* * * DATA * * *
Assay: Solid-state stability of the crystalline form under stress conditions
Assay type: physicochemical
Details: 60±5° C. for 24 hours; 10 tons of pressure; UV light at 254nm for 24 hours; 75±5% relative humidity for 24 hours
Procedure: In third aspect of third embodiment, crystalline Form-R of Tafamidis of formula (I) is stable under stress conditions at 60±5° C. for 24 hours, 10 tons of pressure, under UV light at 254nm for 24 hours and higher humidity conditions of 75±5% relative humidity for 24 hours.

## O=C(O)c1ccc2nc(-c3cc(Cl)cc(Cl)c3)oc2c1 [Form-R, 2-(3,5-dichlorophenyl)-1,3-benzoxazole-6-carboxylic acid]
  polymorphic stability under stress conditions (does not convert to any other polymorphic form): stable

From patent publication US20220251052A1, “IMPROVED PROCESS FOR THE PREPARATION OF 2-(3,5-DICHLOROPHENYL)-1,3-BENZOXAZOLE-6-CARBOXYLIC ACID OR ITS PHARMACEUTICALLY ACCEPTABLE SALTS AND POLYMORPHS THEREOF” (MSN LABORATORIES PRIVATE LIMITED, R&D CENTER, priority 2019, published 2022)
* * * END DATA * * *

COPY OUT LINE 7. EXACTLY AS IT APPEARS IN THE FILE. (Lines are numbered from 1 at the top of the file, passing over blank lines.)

From patent publication US20220251052A1, “IMPROVED PROCESS FOR THE PREPARATION OF 2-(3,5-DICHLOROPHENYL)-1,3-BENZOXAZOLE-6-CARBOXYLIC ACID OR ITS PHARMACEUTICALLY ACCEPTABLE SALTS AND POLYMORPHS THEREOF” (MSN LABORATORIES PRIVATE LIMITED, R&D CENTER, priority 2019, published 2022)